Sure, it’s possible to make good images with a cheap camera, but not having the right type of lens, lighting or processing power that a high-end camera has, it’s just asking for trouble.
Not All Cameras are Equal
Now, not all cameras are created equal. Take mine for example. I mainly use Panasonic, the GH5 and G85’s as my B/C Camera. They’re great for video with build in stabilizers and a slue of video options to make it a great choice for wedding video. But, my GH5 with a Signa 18-35mm lens ($2,899) is no match for a full frame Nikon Z6 or Canon 5D Mark IV for wedding photography. That’s why I don’t do photography, first I’m a video guy and my gear is designed for video first. The GH5 blows these full frame cameras away when it comes to stabilized 4K video, but I couldn’t touch a photography is similar quality with it.
Some DSLR’s are made for video first, then photography, some are made for sports or action photography (Olympus OD E-M1X comes to mind), some are made for occasional point and shoot (Panasonic FZ-1000), some are weather sealed for rainy weather, and others are just starter cameras like the Canon EOS/Rebel series.
I will tell you that the image size is important as I spoke before. A Canon Rebel with a CMOS sensor (1/2/3”) just can’t produce the same image that a full frame (APS-C) or even a medium format camera can produce. That’s comparing a Ferrari to a Hyundai, there is just NO comparison. My Panasonic video DSLR’s all use Micro Four Thirds just to compare.
Just because they all look professional on the outside doesn’t always mean they will produce the same results. My advice would be to ask what model or models a wedding photographer uses and look up the details.
Experience is Key
Listen, everything boils down to experience. A professional can take a $500 camera and max it’s used to make the best image possible, but it’s taken them years of practice and learning to get that far.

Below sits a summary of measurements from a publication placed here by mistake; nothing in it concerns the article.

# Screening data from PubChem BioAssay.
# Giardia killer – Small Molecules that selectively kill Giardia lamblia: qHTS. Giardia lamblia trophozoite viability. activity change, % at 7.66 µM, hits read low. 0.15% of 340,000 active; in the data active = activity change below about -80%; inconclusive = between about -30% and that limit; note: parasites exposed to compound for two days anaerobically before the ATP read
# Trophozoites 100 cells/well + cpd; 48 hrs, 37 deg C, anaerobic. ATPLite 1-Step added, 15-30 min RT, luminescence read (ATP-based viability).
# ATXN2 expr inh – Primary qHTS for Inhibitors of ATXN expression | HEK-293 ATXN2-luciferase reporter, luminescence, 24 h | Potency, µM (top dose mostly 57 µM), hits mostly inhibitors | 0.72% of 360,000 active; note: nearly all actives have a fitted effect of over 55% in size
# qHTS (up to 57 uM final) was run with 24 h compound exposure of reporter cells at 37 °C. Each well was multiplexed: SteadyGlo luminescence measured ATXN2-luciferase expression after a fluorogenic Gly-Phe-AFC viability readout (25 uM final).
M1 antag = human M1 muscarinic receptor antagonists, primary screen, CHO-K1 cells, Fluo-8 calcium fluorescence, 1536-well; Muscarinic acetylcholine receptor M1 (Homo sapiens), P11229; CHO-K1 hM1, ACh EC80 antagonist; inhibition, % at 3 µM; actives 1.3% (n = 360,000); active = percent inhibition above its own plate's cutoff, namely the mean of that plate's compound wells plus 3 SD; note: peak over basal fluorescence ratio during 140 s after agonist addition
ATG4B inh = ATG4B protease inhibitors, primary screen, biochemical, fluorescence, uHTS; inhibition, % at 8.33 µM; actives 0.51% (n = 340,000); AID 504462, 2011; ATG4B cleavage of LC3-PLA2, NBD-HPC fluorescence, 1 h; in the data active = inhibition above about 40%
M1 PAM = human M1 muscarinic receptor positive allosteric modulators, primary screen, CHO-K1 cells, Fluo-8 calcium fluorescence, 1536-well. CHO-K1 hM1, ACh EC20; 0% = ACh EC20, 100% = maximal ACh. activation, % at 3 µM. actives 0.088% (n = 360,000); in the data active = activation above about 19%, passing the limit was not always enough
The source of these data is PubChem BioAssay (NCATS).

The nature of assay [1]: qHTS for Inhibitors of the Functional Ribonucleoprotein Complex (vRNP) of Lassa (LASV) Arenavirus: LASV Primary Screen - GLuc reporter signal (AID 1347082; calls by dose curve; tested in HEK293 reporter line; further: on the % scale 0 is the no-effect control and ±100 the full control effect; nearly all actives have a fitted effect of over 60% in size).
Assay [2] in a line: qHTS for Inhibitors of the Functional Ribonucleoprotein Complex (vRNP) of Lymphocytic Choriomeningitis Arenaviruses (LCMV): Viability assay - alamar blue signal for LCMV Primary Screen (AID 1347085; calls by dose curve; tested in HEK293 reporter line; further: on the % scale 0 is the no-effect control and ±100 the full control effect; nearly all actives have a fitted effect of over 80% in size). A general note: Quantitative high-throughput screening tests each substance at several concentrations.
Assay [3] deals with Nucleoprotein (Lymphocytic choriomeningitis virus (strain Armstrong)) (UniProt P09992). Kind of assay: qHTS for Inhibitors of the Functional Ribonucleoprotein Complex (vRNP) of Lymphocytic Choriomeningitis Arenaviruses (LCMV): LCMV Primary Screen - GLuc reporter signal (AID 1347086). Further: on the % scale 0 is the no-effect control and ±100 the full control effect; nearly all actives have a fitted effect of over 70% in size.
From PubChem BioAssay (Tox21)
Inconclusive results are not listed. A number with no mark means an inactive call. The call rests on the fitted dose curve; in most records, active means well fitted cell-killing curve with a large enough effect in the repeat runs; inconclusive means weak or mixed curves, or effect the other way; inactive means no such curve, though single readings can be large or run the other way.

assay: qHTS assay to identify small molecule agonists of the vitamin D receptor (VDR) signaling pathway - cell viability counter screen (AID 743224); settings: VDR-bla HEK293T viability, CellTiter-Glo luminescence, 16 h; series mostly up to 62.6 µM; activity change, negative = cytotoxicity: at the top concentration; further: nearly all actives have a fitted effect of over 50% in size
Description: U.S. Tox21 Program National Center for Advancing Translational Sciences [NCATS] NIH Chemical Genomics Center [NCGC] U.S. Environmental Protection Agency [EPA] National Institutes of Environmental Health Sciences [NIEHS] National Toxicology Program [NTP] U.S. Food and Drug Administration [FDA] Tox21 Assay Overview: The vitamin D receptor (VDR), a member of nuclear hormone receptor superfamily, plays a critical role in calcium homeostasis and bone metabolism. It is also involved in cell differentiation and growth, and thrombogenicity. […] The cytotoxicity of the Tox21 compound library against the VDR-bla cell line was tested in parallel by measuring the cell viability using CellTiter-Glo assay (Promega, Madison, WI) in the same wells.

A good key indicator is to see how long the photographer has been in business. Most data would suggest that full time wedding photographers make it on average 3-5 years before they burn out.
Because they’re charging $500 when they should be charging much more. When you combine the massive cost in gear, cameras, lights, lens, filters, computer systems, then your marketing, advertising, website, and finally your overhead just to run a business, they quickly realize that they can’t make a good living at it.
On average, a wedding vendor will only last 3-5 years if they undercharge for their services in the wedding industry. It’s not that they are bad at what they do, it’s they realize they can’t make a living undercutting the competition. That applies for both wedding photographers and videographers alike.
Those that outlast this range are truly great at what they do and they have mastered their work pretty well, at the artform AND running a profitable business, thus why they cost a lot more too. They’re simply good at what they do.
Someone with 7 years’ experience is generally going to be much better than someone with 2 years’ experience. It’s common sense.
If you want something done right in your wedding, hire a wedding photographer with good gear, good experience and someone that will be around long term, not someone looking to make a bucks and skip out on details using a cheap, yet pro looking camera. Many times when I start working with a wedding photographer, I can usually tell off the bat if they’re the real deal and genuinely care about their work or just in it to make some cash and get out.